Fall In Love With Unique Trees Displaying Fall Color
Botanical Beauties Are Bountiful
LISLE, IL (October 26, 2007) – Zelkova is not your long lost aunt, and pawpaw is not a town in Michigan. These are two of the less-frequently-seen trees with unusual characteristics that dot the stunning landscapes at The Morton Arboretum, where fall color has arrived in a big way, and trees are now trying to outdo each other with their showy, leafy fashions.
“Some trees were about two weeks late in turning, but they were worth waiting for,” says Ed Hedborn, Arboretum botanist and “Color Scout.” Hedborn notes that, with trees from more than 40 countries around the world, something is always turning fall color at the Arboretum. Guests should make repeat visits to enjoy the entire show.
Sugar maples – sporting yellows, oranges and reds – typically are the big attention-getters, but also turning now are lindens, ironwoods, black cherries, hickories and more. Here now are some of the lesser-known tree species that visitors can enjoy at the Arboretum – and learn about.
Pawpaw: These trees, some of which have turned yellow for fall, may seem really out of place. They’re the northernmost member of a tropical family. Their fruits will look like greenish-blue potatoes. When ripe, the fruits can taste like banana custard, although we do not recommend anyone eat these, as some people can have an allergic reaction.
Corktree: Not a tree people would see frequently in parks or forest preserves. Nice, thick bark, hence the name “cork” tree, and the leaves are producing yellow fall color.
Sumacs: Varieties in small and large shrubs, and small trees. These were among the first to turn fall color, with many still displaying brilliant reds.
Hickories: Now sporting a beautiful yellow color. These trees are not so common anymore. Early settlers recognized the hickory wood strength, and used these trees to make tool handles, smoke meat, and more.
Beech: Chewing gum, anyone? This is the tree that brings us beech nuts. It’s a main food source for turkeys, and used to feed the now-extinct passenger pigeons. Leaves are turning yellow and brown, and look gold from a distance.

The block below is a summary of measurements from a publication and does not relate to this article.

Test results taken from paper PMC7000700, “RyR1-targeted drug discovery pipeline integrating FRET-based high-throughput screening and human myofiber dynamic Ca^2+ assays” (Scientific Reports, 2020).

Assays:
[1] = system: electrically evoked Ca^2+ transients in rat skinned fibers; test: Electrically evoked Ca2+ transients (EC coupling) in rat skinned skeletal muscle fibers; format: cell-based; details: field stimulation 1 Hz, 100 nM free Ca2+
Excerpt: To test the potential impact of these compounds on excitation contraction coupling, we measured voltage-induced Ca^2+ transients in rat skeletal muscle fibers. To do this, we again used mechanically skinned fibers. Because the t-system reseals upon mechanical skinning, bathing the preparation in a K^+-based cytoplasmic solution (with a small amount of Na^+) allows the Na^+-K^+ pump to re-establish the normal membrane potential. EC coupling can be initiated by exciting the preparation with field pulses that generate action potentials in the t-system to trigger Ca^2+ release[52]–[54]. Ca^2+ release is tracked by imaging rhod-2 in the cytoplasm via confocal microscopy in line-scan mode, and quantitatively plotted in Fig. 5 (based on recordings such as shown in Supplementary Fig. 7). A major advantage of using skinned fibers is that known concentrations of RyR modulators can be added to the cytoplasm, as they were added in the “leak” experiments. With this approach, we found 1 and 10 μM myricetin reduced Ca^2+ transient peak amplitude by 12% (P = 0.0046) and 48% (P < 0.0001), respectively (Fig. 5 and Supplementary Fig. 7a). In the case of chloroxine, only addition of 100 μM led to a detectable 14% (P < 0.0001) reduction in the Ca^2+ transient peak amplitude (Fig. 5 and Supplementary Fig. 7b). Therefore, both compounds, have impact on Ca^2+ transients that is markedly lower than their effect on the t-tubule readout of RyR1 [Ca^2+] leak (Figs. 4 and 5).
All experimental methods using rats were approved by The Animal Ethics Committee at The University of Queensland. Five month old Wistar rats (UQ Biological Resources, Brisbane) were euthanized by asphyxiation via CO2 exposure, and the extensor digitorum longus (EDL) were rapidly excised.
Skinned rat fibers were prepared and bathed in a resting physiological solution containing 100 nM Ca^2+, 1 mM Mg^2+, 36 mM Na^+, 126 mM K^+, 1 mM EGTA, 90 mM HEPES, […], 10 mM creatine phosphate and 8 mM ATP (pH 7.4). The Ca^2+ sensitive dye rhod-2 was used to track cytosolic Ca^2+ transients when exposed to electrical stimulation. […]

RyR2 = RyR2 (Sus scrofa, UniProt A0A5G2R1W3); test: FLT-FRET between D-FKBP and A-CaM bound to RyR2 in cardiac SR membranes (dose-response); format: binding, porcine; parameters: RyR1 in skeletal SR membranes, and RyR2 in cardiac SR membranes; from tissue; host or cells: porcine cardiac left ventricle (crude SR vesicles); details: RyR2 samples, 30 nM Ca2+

Japanese Zelkova: Related to elms, but these do not get Dutch elm disease. They have interesting sawtooth-shaped leaves that turn purple in the fall. These trees are about to change color.
Oaks: Can get many colors from them. Bur oak leaves turn yellow in fall, pin oaks become scarlet red, red oaks turn red, and the Asiatic oaks will become a coppery-brown. Oaks are starting to turn.
Dawn-redwood: A “living fossil,” this tree wasn’t even know to be a living plant until 1948, when a researcher discovered it in the tree’s native range in China. Dawn-redwood’s fossil record may go back as long as 120 million years. These are about to display a reddish-bronze fall color.
Ginkgo: A botanical oddity for sure. Another “living fossil,” ginkgos are believed to have been in the landscape 200 million years ago. Ginkgos are noted for their fan-shaped leaves and are already developing beautiful yellow fall color.
Asian maples: Plenty of varieties not often seen in parks or forest preserves – these are from Russia, China and elsewhere in Asia. The paperbark maple draws its name from the unique and beautiful bark, featuring a paper-like look with a cinnamon-red color, and leaves turn red in fall.
Bald-cypress: Not a fish, of course, but it is often found growing in swampy areas. You almost cannot drown a bald cypress. Unlike other trees that must have drained soil to survive, this tree “breathes” through “knees,” which can get up to four to six feet high. Also, unlike most “conifers,” this tree is deciduous. Like trees that lose their leaves seasonally, the bald-cypress does not stay green all year long. Fall color starting now is a rich, coppery, reddish-brown.
Freeman Maple: A cross between a silver maple and a red maple. This tree gets its adaptability to “bad,” compacted soil from the silver maple, and the lovely form and reddish fall color from the red maple. In the fall, each leaf shows green, yellow, red and purple hues, but the overall look is purple.
Native grasses: In the Schulenberg Prairie, lovely Indian grass, big blue stem and little blue stem are among the showy grasses on display, sometimes six to eight feet tall. Silvery “hairs” on seeds at the grass tips often produce “sparkling highlights” when the sun hits them in just the right way.
The Morton Arboretum is an internationally recognized 1,700-acre outdoor museum with collections of 4,057 kinds of trees, shrubs, and other plants from around the world. The Arboretum's beautiful natural landscapes, gardens, research and education programs, and year-round family activities support its mission – the planting and conservation of trees and other plants for a greener, healthier, and more beautiful world. Conveniently located at I-88 and Rte. 53 in Lisle, Illinois, the Arboretum is open 7 days a week, 365 days a year, from 7 a.m. to 7 p.m. or sunset, whichever is earlier, Central Time. The Children's Garden is open from 9:30 a.m. to 5 p.m. (CDT) and 9:30 to 4 p.m. (CST). Visit www.mortonarb.org or call 630-968-0074 to learn more.